Editorial: What happened to the sense of urgency on pensions?
Even before the first day of the scheduled fall session of the Illinois legislature closed on Tuesday, the House had canceled today's activities. Three days of work appeared too ambitious for the amount lawmakers expected to accomplish. "I think we can pretty much write off the week," observed the newly installed House minority leader, Western Springs Republican Jim Durkin.
Meanwhile, across the hall, the president of the Senate, Democrat John Cullerton of Chicago, had kicked off the week with the declaration in a radio interview that the public pension situation in Illinois is not a "crisis."
Never mind what you call it when your pension debt has swelled to more than $100 billion, your budget is coughing up $5 million a day to add to that figure, bond ratings agencies are falling all over themselves to downgrade you and critical services are withering because it's been so long since you paid them what you promised, it is clear that the phrase "sense of urgency" has somehow slipped from the vocabulary of the Illinois legislature.
In moments of generosity, we console ourselves with the acknowledgment that negotiators have been, well, busy may not be the right word, but active at least. They reportedly produced a compromise based on the House version of pension reform that stalled last spring, and Cullerton himself was said to be leaning toward it.
But that was weeks ago and all we are hearing now is that there's still not enough for lawmakers to talk about to make it worth their while to hang around Springfield.
This just will not do. In a little more than a month, the election campaign of 2014 will officially begin with the filing of petitions for legislative offices. How, we wonder, will lawmakers seeking a return to their seats explain to voters that the solutions they promised in campaigns two years ago still haven't materialized. Two years. Forgive our semantics, but by our definition and that of most lawmakers, not to mention economists and bond houses, it was a crisis then.
Ladies and gentlemen of the legislature, this is not good enough. Say what you will about your leadership not providing you something to vote on, but this is your problem, too. To be sure, Illinois' top-down leader-focused system of producing bills to vote on is a frustrating obstacle, but the leaders do not produce ideas in a vacuum. They respond to the membership.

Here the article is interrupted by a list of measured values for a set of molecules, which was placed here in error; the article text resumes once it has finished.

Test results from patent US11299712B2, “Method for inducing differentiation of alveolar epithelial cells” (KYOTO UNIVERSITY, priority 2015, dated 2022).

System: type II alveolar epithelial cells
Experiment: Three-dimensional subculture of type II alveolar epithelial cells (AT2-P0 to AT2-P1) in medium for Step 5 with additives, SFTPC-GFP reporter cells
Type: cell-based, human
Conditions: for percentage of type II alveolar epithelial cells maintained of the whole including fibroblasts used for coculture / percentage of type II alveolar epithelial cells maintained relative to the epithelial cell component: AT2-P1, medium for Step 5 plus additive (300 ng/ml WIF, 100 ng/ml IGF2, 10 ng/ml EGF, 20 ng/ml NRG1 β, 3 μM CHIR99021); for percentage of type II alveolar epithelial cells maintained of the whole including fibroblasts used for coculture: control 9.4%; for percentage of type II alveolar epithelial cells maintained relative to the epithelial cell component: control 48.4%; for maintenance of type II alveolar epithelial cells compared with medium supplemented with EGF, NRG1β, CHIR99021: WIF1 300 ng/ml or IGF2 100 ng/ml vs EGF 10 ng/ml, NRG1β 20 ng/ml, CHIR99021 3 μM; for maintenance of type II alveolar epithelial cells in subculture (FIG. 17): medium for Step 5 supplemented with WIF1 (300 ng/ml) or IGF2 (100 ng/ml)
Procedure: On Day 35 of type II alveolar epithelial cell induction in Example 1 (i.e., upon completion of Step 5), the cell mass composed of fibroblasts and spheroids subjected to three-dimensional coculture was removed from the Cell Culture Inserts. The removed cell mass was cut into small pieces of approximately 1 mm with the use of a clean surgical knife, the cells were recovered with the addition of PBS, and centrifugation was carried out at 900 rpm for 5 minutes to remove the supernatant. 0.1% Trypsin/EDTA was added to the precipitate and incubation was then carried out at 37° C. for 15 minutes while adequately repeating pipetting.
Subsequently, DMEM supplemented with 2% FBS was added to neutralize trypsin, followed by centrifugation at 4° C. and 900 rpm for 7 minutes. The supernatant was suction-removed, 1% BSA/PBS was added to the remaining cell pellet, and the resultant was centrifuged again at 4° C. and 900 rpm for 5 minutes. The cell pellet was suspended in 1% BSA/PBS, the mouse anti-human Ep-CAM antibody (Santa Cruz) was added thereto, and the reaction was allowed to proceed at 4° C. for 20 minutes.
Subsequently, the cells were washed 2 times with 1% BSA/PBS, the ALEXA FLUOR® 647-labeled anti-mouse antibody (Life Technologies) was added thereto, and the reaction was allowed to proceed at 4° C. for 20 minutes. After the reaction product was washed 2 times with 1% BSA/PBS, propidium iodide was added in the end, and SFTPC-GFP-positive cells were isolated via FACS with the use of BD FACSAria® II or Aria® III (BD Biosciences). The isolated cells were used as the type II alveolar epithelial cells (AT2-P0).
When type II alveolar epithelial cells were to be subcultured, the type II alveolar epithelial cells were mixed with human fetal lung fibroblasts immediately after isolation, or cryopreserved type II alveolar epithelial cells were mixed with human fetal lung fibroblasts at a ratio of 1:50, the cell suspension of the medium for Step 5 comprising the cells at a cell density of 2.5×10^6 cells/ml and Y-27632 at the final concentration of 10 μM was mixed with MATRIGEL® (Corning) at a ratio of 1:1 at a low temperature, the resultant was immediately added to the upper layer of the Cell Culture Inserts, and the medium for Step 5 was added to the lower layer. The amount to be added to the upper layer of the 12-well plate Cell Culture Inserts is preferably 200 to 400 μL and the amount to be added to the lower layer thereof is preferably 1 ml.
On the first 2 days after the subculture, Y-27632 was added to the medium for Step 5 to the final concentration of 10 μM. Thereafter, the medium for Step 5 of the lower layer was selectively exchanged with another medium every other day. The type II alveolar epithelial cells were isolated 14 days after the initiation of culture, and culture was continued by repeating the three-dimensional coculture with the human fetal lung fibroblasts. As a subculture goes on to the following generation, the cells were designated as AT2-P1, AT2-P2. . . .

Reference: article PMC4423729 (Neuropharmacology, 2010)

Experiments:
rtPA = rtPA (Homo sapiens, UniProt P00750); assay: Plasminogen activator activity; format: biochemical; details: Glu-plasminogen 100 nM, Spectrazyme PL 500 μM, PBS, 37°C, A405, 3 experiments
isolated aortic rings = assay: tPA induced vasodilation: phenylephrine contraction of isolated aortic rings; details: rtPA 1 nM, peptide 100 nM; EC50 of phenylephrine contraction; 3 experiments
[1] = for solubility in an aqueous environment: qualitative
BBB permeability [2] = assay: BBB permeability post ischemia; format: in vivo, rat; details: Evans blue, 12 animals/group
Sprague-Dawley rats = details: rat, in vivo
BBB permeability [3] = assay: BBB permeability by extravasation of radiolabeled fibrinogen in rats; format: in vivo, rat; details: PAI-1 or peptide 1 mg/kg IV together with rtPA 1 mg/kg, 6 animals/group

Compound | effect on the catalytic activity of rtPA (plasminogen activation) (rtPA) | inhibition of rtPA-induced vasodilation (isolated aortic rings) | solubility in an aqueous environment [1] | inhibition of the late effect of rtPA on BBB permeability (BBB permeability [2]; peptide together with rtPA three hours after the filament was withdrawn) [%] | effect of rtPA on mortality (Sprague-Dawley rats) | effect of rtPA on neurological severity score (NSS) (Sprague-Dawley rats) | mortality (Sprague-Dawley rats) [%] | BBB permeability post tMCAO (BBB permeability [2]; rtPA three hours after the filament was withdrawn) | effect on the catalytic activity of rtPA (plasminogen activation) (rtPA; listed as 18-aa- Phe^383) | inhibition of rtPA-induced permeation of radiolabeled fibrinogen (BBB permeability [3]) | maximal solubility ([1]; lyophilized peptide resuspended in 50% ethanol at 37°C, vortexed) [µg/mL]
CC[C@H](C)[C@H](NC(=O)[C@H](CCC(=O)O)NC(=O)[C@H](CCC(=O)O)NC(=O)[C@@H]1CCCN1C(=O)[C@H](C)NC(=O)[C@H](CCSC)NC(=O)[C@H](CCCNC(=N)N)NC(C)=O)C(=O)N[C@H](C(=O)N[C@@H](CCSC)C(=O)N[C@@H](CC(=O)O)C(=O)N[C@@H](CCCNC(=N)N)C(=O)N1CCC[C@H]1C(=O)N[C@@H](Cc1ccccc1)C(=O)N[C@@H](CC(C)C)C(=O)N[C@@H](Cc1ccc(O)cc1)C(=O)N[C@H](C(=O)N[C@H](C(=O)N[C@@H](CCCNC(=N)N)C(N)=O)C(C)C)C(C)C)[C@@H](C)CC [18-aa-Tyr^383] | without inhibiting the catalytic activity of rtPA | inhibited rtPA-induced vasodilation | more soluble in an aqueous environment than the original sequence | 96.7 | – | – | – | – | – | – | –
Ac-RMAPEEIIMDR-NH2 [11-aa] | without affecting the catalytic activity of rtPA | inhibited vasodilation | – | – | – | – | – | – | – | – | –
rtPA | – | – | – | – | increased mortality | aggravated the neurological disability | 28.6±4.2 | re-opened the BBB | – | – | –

Indeed, the most promising reform ideas that have made it to the table bubbled up from that small handful of members energetic enough and courageous enough to develop a plan that ticks off nearly every constituent special interest but makes headway toward a solution in the best interest of the entire state.
It's time for the rest of you to stop waiting to be told what to do and begin demanding bills to vote on, demanding a sense of urgency commensurate with whatever it is you want to call the situation that accounts for a fifth of all state spending and is sucking millions of dollars a day away from schools, from social programs, from health care, from business development and from every other activity of the state.
As a practical matter, it's Democrats in the Senate, where a viable House bill supported by Gov. Pat Quinn is being held up, who hold the most sway. In suburban districts, that means Melinda Bush of Grayslake, Thomas Cullerton of Villa Park, Don Harmon of Oak Park, Linda Holmes of Aurora, Dan Kotowski of Park Ridge, Terry Link of Waukegan, Julie Morrison of Deerfield, John Mulroe of Chicago and Michael Noland of Elgin should be prepared to explain to suburban voters what they've been doing to get out in front of this issue rather than wait for word from leaders. And they're not alone. Republicans likewise can't be permitted to hide behind convenient cries of political impotence, so Pam Althoff of McHenry, Michael Connelly of Lisle, Kirk Dillard of Hinsdale, Dan Duffy of Lake Barrington, Karen McConnaughay of St. Charles, Matt Murphy of Palatine, Jim Oberweis of Sugar Grove, Christine Radogno of Lemont and Dave Syverson of Rockford all need to remain on notice, too.
Lawmakers, you're scheduled to meet again for three days beginning Nov. 5. Don't be satisfied to "write off" another opportunity.